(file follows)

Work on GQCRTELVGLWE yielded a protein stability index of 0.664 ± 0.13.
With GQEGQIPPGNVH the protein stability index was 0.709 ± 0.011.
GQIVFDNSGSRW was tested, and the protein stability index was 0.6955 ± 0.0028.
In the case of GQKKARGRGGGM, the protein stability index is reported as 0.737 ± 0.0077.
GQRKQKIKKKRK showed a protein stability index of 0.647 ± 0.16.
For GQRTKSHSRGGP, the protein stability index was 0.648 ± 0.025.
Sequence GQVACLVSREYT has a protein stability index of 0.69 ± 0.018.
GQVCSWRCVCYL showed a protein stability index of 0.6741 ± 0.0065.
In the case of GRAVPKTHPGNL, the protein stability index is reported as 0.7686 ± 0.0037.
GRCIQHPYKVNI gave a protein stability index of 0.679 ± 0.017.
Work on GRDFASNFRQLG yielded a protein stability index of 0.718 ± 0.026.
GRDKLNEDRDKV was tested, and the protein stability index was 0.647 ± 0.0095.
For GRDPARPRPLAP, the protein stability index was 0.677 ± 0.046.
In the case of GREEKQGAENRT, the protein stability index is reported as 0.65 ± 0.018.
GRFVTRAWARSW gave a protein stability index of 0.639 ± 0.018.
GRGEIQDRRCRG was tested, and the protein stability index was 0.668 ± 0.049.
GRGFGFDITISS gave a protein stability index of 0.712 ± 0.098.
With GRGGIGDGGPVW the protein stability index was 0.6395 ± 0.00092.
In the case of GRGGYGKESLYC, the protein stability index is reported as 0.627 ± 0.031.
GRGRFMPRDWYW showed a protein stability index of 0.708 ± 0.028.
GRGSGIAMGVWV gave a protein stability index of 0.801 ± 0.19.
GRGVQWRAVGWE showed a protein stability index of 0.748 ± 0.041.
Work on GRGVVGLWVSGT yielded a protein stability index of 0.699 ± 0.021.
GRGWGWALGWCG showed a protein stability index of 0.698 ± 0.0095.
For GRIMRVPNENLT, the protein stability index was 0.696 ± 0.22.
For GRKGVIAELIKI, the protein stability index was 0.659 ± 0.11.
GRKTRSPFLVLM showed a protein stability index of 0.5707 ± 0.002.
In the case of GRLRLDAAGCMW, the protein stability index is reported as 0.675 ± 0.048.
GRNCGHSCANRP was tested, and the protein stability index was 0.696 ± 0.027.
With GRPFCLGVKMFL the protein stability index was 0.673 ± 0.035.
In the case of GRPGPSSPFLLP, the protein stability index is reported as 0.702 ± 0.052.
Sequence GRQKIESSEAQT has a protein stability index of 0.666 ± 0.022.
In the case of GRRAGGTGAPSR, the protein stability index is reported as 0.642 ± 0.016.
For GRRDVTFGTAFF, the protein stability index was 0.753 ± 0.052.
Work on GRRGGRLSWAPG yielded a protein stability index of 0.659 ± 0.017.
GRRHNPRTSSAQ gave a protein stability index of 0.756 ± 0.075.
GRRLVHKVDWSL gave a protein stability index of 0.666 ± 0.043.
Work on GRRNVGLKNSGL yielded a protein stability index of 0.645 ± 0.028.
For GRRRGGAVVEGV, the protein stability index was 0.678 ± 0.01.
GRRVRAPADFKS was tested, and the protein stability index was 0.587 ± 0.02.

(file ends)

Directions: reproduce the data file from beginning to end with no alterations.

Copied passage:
Work on GQCRTELVGLWE yielded a protein stability index of 0.664 ± 0.13.
With GQEGQIPPGNVH the protein stability index was 0.709 ± 0.011.
GQIVFDNSGSRW was tested, and the protein stability index was 0.6955 ± 0.0028.
In the case of GQKKARGRGGGM, the protein stability index is reported as 0.737 ± 0.0077.
GQRKQKIKKKRK showed a protein stability index of 0.647 ± 0.16.
For GQRTKSHSRGGP, the protein stability index was 0.648 ± 0.025.
Sequence GQVACLVSREYT has a protein stability index of 0.69 ± 0.018.
GQVCSWRCVCYL showed a protein stability index of 0.6741 ± 0.0065.
In the case of GRAVPKTHPGNL, the protein stability index is reported as 0.7686 ± 0.0037.
GRCIQHPYKVNI gave a protein stability index of 0.679 ± 0.017.
Work on GRDFASNFRQLG yielded a protein stability index of 0.718 ± 0.026.
GRDKLNEDRDKV was tested, and the protein stability index was 0.647 ± 0.0095.
For GRDPARPRPLAP, the protein stability index was 0.677 ± 0.046.
In the case of GREEKQGAENRT, the protein stability index is reported as 0.65 ± 0.018.
GRFVTRAWARSW gave a protein stability index of 0.639 ± 0.018.
GRGEIQDRRCRG was tested, and the protein stability index was 0.668 ± 0.049.
GRGFGFDITISS gave a protein stability index of 0.712 ± 0.098.
With GRGGIGDGGPVW the protein stability index was 0.6395 ± 0.00092.
In the case of GRGGYGKESLYC, the protein stability index is reported as 0.627 ± 0.031.
GRGRFMPRDWYW showed a protein stability index of 0.708 ± 0.028.
GRGSGIAMGVWV gave a protein stability index of 0.801 ± 0.19.
GRGVQWRAVGWE showed a protein stability index of 0.748 ± 0.041.
Work on GRGVVGLWVSGT yielded a protein stability index of 0.699 ± 0.021.
GRGWGWALGWCG showed a protein stability index of 0.698 ± 0.0095.
For GRIMRVPNENLT, the protein stability index was 0.696 ± 0.22.
For GRKGVIAELIKI, the protein stability index was 0.659 ± 0.11.
GRKTRSPFLVLM showed a protein stability index of 0.5707 ± 0.002.
In the case of GRLRLDAAGCMW, the protein stability index is reported as 0.675 ± 0.048.
GRNCGHSCANRP was tested, and the protein stability index was 0.696 ± 0.027.
With GRPFCLGVKMFL the protein stability index was 0.673 ± 0.035.
In the case of GRPGPSSPFLLP, the protein stability index is reported as 0.702 ± 0.052.
Sequence GRQKIESSEAQT has a protein stability index of 0.666 ± 0.022.
In the case of GRRAGGTGAPSR, the protein stability index is reported as 0.642 ± 0.016.
For GRRDVTFGTAFF, the protein stability index was 0.753 ± 0.052.
Work on GRRGGRLSWAPG yielded a protein stability index of 0.659 ± 0.017.
GRRHNPRTSSAQ gave a protein stability index of 0.756 ± 0.075.
GRRLVHKVDWSL gave a protein stability index of 0.666 ± 0.043.
Work on GRRNVGLKNSGL yielded a protein stability index of 0.645 ± 0.028.
For GRRRGGAVVEGV, the protein stability index was 0.678 ± 0.01.
GRRVRAPADFKS was tested, and the protein stability index was 0.587 ± 0.02.